Residents oppose park proposal

 

Residents oppose park proposal

 

Date: February 9, 2012
by: Rachel Brown Hackney | Managing Editor

 
 

 

Saying a pocket park next to their complex would lead to excessive noise and traffic, and a subsequent decline in their property values, residents of Windward Passage voiced opposition to the proposed facility during the Feb. 3 Siesta Key Association meeting.

Christine P. Johnson, president of the Conservation Foundation of the Gulf Coast, told the approximately 40 people in the audience the foundation had been approached about the possibility of working with community members to purchase the 1-acre vacant lot on the Gulf of Mexico, known for its view of Big Pass and South Lido Key.

“We don’t own it; we don’t have a conservation easement (for it),” Johnson said. “People in the community approached us, knowing that we’ve done this (type of project) in other areas … one of the things that we want to know is whether you’re even interested (in the park concept).”

Harold Esselborn, president of the homeowners association at Windward Passage, at 4712 Ocean Blvd., said residents already have had to put up with people gathering on the site.

“They stay there to all hours of the night, make noise, leave trash,” he said. “I understand it’s a beautiful place to see the sunset, but I think it’s infringing on the owners of the properties on the right and the left and a few doors down and across the street.”

Bernie Hurley, another Windward Passage condo owner, told Johnson: “We have one of the probably top-two views on the whole island, and we paid for it, and not only did we pay for it, we like our privacy.”

Hurley added that when he and his wife were looking at buying a home on Siesta, they considered purchasing a condo in a 150-unit complex on Siesta Public Beach. They settled, instead, on a condo in the 22-unit Windward Passage.

“I gave up beach for view and privacy,” he said.

However, one woman in the audience, who declined to give her name, told Johnson, “Green spaces are so precious, and they are rapidly, continually diminishing. I envision no cars, no parking, no kayaks, nothing beyond the seawall (on the site) … with closing hours and strict regulations. I think it would be a crime not to do (the project).”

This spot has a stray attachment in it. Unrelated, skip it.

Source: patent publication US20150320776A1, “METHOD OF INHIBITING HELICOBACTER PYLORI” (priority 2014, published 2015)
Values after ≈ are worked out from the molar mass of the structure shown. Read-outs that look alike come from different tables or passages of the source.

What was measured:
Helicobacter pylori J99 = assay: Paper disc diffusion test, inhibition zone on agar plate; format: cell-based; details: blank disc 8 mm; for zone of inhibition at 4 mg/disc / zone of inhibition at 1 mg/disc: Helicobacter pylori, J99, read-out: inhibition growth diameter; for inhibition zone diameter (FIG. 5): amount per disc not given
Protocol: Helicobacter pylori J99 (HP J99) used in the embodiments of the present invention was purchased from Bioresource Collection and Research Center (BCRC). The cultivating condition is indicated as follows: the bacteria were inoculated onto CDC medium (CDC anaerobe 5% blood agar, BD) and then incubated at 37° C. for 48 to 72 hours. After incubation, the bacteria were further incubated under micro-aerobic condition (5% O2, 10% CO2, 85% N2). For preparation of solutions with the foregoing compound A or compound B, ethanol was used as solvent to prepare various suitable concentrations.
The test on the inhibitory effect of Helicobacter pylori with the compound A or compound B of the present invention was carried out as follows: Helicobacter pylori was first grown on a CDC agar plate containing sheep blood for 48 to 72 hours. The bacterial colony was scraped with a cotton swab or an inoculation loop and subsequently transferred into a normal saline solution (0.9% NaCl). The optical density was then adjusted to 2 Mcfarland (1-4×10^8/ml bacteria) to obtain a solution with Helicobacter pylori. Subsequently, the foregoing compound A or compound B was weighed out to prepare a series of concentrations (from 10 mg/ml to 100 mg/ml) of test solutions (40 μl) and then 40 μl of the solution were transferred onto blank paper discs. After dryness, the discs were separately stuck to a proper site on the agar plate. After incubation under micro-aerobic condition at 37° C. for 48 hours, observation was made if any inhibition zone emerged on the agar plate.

Sean Byrne, director of land protection for the foundation, told the audience the estimated cost of the property was between $3.5 million and $4 million.

“It’s not going to be an inexpensive undertaking,” he said, adding the foundation would have to raise the funds.

Two limited-liability companies own the property, Byrne said, though a single person controls the site.

Johnson said the parcel could be made accessible to people who could walk or ride bicycles to it, and the foundation could make sure any amenities placed there were compliant with the Americans with Disabilities Act.

When SKA Director Bob Waechter asked Johnson what she was going to do if the majority of neighboring residents remained opposed to the proposal, she said, “We’re just kind of dipping our toe in right now … by no means do we want to create a park where nobody wants it.”

Johnson added that her and Byrne’s appearance at the SKA meeting was their first attempt to gain public response. They planned to meet with representatives of the Siesta Key Chamber of Commerce and Village merchants as well, she said.

SKA Director Joe Volpe suggested the condo residents next to the parcel put together a list of controls that would ease their concerns if a park were put on the site. Nonetheless, Volpe told Esselborn, “We’re going to back (the condo owners), essentially.”

Siesta resident Elizabeth Rosen, who supported the concept of the park, said she felt parking spaces would have to be provided for people.

However, Johnson said that, with the limited space, creating parking spaces would be challenging.

“There’s no place you can put parking in there, unless you buy other properties,” Esselborn said.

Byrne also had mentioned to him the possibility of putting a kayak ramp at the site, Esselborn said, adding, “We couldn’t get a permit from the county to put one in.”

SKA Director Michael Shay said a kayak weighs approximately 75 pounds.

“People who are a couple of blocks away are not going to carry a kayak,” he said, “so I’m not sure how that launch would work (without parking spaces).”

However, Shay concurred that the lot was not big enough to support parking spaces.

“I envision it as a no-parking area,” said Volpe, who lives off Treasure Boat Way, which, he pointed out, is not far from the property. He suggested that residents of his neighborhood would be interested in walking to the site, to enjoy the sunset.

SKA Director Beverly Arias told the audience she lives further from the park than Volpe and walks regularly to the Village, “and I would love a place to sit in the middle of my walk.”

Volpe then asked Esselborn, “Do you really want another condo sitting alongside you? I mean, that’s really what it’s going to come down to (if the park is not developed).”

Esselborn replied that if another condo complex were built on the site, it could produce up to $70,000 a year in ad valorem taxes for Sarasota County.

Hurley said, “If I were not an (adjacent condo) owner, I would want access to (the park).”

Hurley added, “The overwhelming consensus is we don’t want it.”

“I hear two viewpoints,” Byrne said after about 35 minutes of discussion. “One is pretty vehement opposition for doing this. The other seems to be qualified, yet tepid support.”

Johnson told the audience, “Thank you very much for this civil discourse, because we have been part of discourses that were not civil.” She added, “Our next step is still to do some more listening.”

 

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